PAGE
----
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The “Best” Football Fan Bases in the Non-Automatic Qualifying Conferences

For our first look at the “best” college fans, we start with schools from Non-Automatic Qualifying (NAQ) conferences (as of the 2013 season affiliation).  As in our previous studies of fan/brand equity, we use a revenue premium model that measures fan support over the last ten years while controlling for team quality (click here for details).  The NAQs are an interesting group as there has been a significant scramble to join major conferences (e.g. TCU, Houston, Utah, etc…) over the past few seasons.  The current “NAQ” plan seems to be to try and build a strong brand in order to generate an invite to one of the more financially lucrative conferences.

This trend towards joining “stronger” conferences places NAQ programs in a curious position.  To get an invite, schools need to be successful and develop significant customer equity.  But as schools like Utah and TCU have found out, shifts to higher profile conferences can also result in less competitive teams.

The number one ranked school on our list was a surprise, as we identified San Diego State as having the most supportive fan base of the NAQ schools.  Surprise, we say?  Actually, this was more of a shocker, but this is the beauty of looking at the numbers.  The thing about San Diego State is that it receives fairly consistent support even when the team struggles.  The best and most illustrative comparison is between Boise State and San Diego State.  Over the last decade, Boise State has won about twice as many games as San Diego State, but only has a slight advantage in terms of attendance and revenues.  What does this mean?  It means that San Diego State has a very valuable asset in its customer base (and could likely benefit by investing more in the program).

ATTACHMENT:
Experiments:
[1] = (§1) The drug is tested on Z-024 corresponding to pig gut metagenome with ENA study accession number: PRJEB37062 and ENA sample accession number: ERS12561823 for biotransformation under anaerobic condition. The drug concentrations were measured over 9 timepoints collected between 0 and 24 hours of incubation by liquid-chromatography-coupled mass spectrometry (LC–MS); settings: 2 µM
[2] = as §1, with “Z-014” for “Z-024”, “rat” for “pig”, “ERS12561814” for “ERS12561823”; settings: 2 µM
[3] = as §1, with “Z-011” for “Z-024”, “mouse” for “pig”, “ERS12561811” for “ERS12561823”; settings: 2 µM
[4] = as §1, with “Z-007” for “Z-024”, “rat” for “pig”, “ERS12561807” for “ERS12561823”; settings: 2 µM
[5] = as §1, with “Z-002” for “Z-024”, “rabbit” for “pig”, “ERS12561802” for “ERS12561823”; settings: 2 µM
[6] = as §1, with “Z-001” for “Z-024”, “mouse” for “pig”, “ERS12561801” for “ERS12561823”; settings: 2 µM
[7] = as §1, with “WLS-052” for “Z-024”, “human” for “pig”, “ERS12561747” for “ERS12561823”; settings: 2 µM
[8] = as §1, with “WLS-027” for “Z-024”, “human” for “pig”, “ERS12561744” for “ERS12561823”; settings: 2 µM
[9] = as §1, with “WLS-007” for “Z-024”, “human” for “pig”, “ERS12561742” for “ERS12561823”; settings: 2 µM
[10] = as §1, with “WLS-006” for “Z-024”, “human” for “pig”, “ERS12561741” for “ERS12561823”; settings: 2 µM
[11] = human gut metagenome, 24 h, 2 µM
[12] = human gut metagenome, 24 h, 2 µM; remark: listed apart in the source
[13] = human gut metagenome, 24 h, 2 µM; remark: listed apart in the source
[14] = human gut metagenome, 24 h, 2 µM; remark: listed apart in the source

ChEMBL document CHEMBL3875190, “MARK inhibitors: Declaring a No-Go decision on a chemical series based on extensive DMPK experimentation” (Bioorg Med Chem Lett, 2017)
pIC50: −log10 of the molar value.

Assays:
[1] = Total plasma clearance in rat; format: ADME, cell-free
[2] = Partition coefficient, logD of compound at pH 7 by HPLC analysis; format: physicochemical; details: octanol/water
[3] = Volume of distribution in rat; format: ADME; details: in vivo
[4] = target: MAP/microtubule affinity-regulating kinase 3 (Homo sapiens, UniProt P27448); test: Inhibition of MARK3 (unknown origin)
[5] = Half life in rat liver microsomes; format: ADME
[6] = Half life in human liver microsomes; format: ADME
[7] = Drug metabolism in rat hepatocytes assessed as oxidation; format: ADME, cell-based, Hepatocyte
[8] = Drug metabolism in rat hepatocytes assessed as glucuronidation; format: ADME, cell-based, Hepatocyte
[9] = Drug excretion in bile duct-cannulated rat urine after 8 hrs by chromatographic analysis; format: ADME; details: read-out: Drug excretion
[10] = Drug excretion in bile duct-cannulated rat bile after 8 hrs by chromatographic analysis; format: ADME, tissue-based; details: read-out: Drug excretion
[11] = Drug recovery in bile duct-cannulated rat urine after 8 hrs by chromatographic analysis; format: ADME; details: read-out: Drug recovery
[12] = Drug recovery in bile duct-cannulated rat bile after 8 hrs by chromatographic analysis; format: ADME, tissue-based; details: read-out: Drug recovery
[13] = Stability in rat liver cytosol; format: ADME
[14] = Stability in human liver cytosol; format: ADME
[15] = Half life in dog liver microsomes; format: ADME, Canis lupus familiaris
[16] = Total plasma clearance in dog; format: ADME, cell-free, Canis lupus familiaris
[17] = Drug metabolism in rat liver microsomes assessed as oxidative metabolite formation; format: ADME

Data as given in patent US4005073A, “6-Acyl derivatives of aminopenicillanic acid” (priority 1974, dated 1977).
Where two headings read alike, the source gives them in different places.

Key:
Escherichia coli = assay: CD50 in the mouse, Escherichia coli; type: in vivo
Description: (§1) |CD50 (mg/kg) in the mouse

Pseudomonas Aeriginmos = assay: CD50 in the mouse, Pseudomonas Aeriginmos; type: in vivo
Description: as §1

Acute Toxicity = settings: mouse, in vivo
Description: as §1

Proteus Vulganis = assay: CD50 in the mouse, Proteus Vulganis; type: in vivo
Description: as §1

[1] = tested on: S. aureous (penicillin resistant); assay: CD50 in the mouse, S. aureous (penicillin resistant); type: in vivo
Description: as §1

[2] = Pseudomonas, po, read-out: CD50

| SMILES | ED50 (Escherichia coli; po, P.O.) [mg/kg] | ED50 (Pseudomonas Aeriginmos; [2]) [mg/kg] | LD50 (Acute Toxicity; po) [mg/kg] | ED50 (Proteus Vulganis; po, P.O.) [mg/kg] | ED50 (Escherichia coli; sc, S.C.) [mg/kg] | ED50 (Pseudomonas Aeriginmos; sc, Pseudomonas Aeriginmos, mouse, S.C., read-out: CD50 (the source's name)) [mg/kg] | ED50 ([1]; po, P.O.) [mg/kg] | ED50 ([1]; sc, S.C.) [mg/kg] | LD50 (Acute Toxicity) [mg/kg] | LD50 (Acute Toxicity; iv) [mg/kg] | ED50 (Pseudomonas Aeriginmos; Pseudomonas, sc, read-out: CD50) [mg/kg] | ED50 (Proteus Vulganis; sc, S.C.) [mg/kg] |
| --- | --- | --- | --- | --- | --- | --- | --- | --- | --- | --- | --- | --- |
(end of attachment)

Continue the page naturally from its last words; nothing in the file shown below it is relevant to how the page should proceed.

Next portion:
The second place team BYU is a solid program both on the field and at the box office.  The ability to attract 60,000+ crowds makes BYU something of an outlier in the NAQ world.

Wyoming in third place was another surprise.  Again, we need to point out that we are controlling for team quality.  The key to Wyoming’s ranking is that revenues and attendance are solid despite some on-field struggles. On the plus side, this level of support for an often struggling Cowboy team suggests that Wyoming might benefit from investing into their program.  On the other hand, perhaps there are just fewer entertainment options in Laramie, and the quality of the team just doesn’t matter since people are looking for things to do.

The Idaho Vandals finished fourth in the rankings.  This is an easy entry to write.  Just replace Idaho wherever you see Wyoming in the paragraph above.  In the fifth position on the list we have the Marshall Thundering Herd.  Marshall is again a solid program that usually averages between 25,000 and 30,000 fans regardless of the team’s record.

As we computed our rankings for the NAQs and for the bigger conferences, the NAQs generated the least intuitive results (e.g. Where’s Boise State?).  As we drilled down, the story became clearer.  First, we are looking at the conferences where schools are currently, rather than where they have been.  This removes traditional powers like Utah and TCU.  The other eye opener came from looking at revenues and attendance figures.  Often the highest profile NAQs do not convert their success to revenues.  While Boise State is arguably one of the most successful programs at any level, the fan support is often not what one would suspect.  Boise State has 20,000+ students, a metro area population of more than 600,000, regularly wins more than 10 games and doesn’t sell out.

The Boise State story also says something about the economics of college sports.  In the absence of significant BCS revenue sharing and conference specific television deals it is hard to justify the investments needed to develop a high quality on-field product.  In other words, Boise fans should probably be grateful for the program they have, and should provide more support.

Mike Lewis & Manish Tripathi, Emory University 2013.

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